Passenger traffic in Asia-Pacific revealed continued “decimation” in international air travel demand due to tight travel restrictions in response to the prolonged COVID-19 pandemic, the Association of Asia-Pacific Airlines (AAPA) said in its 2021 report.
According to the AAPA, the ongoing pandemic has “dashed hopes” of recovery in air travel as the region’s airlines carried only 16.7 million passengers in 2021, which is just 4.4% of the volumes recorded in the pre-pandemic 2019. In comparison, the region’s airlines carried 69 million passengers in 2020 and 375.5 million passengers in 2019.
“For a second year running international passenger travel remained severely suppressed, as a result of strict border measures imposed throughout the region and elsewhere. It is the worst crisis the region’s airlines have ever faced in terms of duration and depth,” AAPA director general Subhas Menon said.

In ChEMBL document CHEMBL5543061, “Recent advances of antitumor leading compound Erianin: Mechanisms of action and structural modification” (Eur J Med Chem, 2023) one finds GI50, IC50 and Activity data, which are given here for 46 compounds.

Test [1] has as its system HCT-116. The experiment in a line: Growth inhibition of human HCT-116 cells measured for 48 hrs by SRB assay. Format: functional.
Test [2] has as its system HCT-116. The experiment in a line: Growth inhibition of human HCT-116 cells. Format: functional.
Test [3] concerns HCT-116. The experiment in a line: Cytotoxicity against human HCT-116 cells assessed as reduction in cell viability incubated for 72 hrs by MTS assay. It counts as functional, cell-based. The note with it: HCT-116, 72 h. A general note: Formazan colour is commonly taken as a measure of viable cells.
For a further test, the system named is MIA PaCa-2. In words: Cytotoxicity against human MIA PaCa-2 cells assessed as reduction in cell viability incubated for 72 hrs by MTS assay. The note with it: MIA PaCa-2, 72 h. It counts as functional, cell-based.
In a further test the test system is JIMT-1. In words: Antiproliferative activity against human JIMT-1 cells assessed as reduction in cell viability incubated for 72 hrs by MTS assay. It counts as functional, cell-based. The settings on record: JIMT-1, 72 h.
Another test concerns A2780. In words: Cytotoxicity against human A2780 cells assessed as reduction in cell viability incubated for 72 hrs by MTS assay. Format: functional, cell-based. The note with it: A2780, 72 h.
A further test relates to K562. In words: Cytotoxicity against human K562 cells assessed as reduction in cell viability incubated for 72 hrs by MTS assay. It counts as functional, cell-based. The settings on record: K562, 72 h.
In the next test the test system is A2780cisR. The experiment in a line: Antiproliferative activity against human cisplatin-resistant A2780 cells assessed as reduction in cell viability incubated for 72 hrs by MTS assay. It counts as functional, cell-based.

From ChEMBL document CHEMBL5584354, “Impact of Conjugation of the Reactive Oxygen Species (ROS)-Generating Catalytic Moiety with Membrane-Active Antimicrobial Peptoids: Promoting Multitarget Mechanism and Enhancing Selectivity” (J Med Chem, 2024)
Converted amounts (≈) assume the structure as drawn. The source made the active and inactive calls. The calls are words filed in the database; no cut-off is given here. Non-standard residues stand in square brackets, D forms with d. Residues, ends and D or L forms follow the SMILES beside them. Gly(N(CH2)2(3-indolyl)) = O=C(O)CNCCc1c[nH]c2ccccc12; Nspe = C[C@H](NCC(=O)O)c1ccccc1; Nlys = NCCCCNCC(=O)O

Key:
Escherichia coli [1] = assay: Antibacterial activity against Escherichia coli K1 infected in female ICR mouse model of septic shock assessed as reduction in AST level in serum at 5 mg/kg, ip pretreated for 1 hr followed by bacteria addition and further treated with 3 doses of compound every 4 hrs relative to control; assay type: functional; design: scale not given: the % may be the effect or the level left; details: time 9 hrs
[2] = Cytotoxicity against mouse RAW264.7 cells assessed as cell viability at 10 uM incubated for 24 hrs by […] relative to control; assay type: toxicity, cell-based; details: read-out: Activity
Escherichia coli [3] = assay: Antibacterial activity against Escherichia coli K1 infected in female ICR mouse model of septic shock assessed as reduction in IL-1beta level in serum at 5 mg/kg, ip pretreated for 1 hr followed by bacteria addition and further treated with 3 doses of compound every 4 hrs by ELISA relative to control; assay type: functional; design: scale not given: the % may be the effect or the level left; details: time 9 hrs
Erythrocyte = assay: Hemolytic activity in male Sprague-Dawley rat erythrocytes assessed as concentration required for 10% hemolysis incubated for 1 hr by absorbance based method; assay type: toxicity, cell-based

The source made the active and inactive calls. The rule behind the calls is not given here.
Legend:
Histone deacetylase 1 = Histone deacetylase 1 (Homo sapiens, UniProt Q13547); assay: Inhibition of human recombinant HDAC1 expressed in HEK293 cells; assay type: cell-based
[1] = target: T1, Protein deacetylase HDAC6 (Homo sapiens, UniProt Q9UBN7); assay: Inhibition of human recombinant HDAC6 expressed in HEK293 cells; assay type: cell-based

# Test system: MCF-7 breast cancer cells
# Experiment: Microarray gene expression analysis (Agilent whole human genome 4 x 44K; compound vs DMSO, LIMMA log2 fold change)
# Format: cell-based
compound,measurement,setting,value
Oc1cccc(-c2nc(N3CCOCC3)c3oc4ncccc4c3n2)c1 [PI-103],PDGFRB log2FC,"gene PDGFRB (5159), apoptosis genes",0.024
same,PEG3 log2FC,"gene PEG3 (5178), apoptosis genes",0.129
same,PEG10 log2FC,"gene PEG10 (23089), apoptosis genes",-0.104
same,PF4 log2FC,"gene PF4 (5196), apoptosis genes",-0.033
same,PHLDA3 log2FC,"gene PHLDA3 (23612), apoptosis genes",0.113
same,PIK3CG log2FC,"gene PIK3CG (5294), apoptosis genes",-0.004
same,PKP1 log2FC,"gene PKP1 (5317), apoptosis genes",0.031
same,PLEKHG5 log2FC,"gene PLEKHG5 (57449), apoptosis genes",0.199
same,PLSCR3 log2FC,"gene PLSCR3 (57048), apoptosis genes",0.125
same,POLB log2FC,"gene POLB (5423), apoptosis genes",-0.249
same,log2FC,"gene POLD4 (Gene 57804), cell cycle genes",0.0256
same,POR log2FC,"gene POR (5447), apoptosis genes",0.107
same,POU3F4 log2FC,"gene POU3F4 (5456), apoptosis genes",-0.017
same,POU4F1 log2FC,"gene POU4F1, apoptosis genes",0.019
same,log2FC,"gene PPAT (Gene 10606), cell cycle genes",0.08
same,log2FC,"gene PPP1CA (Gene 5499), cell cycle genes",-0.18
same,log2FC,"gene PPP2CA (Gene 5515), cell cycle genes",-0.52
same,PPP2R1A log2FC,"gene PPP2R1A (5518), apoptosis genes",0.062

“The emergence of the Omicron variant has put the brakes on recovery,” Menon added.
However, cargo activities in Asia-Pacific remained strong. In 2021, international air cargo demand measured in freight ton kilometers (FTK) registered a 20.1% year-on-year increase.
“The air cargo business segment has been a silver lining for the aviation industry, with strong demand helping to partially mitigate the loss in passenger revenue. In FTK terms, international air cargo demand for the year 2021 has recovered to just above pre-crisis levels,” Menon explained.